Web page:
There is a lot of stuff in our minds. A huge amount of dislikes, biases, prejudices, and other harmful emotions occupying our minds leave hardly any space for fresh air, joy, or happiness. We suffer from overthinking, fear, and anxiety. Why do we have this when we know that there is nothing to worry about when there is nothing to lose, because nothing belongs to us actually.

We, humans, cram our minds with unknown fears although we do not actually have any. We invent sorrows and suffering while we do not have any real ones in our lives. Are we constructed this way or do we adopt this course of life as sympathy seekers? We make plans, keeping future goals in mind to achieve so-called success. We forget that we are just a piece of life and are supposed to live.

There is nothing wrong with having targets and goals but worrying about them might not be the right course to adopt. It is wrong to live in constant pain for something which might not happen at all. Can’t we be at ease with ourselves and lead a simple life that could be beautiful and could be filled with joy and bliss? Some may think that we humans are made like this. But actually, we are not. We learn. We learn to love and hate, to like and dislike things, places, and people. We start learning to like and dislike since our birth and this practice goes on till our last breath. And, this so-called learned mind of ours gives us bad feelings, anxiety, and pain.

We are very much prone to restlessness all because of our extreme behaviour towards life. Life can be joyful and worth living if we unlearn what we have learned till now, especially the stuff which is harmful for our wellbeing. We need to unlearn hating, disliking, prejudices, and even loving and liking. It is important to understand that love, which is a great joy can also cause pain; we might have to change our mind about the established concept of love. Love is not something subject-specific. If we could be able to elevate ourselves a little bit from our set-pattern mindset of likes and dislikes, love, and hate, we would be able to experience and observe people and places and ideas with an open mind.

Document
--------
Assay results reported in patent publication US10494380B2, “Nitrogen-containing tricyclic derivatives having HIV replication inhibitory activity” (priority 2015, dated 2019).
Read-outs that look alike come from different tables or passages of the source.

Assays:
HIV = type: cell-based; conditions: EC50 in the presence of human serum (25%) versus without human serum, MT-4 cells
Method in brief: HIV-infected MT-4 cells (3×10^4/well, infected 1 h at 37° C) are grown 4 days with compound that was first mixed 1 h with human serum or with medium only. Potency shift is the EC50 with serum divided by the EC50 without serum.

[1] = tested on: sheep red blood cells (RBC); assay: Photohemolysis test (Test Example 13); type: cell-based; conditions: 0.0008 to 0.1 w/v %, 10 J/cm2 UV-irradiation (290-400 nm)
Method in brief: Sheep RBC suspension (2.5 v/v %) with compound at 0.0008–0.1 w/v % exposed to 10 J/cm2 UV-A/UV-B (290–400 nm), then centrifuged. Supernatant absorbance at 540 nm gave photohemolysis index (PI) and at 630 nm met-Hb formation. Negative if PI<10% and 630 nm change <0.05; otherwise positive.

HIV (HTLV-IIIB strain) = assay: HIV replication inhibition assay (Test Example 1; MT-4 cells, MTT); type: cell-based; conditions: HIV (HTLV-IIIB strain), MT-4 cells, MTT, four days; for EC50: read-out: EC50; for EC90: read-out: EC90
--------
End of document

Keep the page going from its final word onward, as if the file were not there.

We are taught who to care for, who to love, and who to be with. We live an unfulfilled life because we live for others. We care how people see us, thus living our lives according to their likes and dislikes. We learn that we must need to take care of our so-called values. The values that restrict our freedom. So, in the pursuit of happiness or satisfying life, we need to unlearn what we have learned till now. For that, we have to challenge what we know and dig out whether our knowledge is correct and is able to lead us towards a satisfied life. And we need to find out whether we have been taught things in the right manner; we need to find the truth. We need to question things like a curious child—our very own thoughts and our dogmas. We are taught never to question faith. We need to rethink this. We need to give room to other ideas and should unlearn the false sense of superiority and inferiority.

Instead, we should try to understand that we belong to this universe and are part of it; so are others as well. It means we all are a part of each other. This is the only way we can really love each other. Extreme behaviour and rigidity of thoughts deter receptivity. We need to unlearn such stuff and should relearn the way of living a joyful life.